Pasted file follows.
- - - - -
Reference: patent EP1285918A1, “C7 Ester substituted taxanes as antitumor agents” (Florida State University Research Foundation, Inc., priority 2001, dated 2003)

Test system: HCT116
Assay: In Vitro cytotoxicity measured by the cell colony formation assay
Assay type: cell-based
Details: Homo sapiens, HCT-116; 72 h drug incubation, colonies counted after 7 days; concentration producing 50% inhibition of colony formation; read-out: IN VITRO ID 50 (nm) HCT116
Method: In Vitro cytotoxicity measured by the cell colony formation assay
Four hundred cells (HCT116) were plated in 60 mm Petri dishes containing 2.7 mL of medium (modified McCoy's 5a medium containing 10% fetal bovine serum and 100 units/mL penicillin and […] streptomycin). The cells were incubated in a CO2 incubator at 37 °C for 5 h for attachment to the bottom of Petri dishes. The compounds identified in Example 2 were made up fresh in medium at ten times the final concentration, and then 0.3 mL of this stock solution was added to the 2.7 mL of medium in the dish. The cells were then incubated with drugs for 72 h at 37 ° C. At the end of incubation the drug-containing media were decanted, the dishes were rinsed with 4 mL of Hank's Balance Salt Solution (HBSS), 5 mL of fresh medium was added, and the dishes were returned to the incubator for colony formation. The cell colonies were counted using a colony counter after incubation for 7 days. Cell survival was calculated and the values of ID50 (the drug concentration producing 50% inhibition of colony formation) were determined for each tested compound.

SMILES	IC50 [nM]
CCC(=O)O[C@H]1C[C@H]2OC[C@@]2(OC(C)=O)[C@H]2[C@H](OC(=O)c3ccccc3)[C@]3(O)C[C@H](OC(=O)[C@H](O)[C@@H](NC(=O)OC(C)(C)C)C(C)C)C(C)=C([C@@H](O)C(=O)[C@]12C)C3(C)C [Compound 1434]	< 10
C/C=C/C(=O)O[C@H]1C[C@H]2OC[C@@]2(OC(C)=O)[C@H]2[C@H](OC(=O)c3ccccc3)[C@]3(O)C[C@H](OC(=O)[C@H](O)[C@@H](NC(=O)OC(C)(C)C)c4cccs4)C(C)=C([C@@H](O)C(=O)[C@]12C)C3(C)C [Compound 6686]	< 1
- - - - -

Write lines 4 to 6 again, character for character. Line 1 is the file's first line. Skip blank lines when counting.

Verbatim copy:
Assay type: cell-based
Details: Homo sapiens, HCT-116; 72 h drug incubation, colonies counted after 7 days; concentration producing 50% inhibition of colony formation; read-out: IN VITRO ID 50 (nm) HCT116
Method: In Vitro cytotoxicity measured by the cell colony formation assay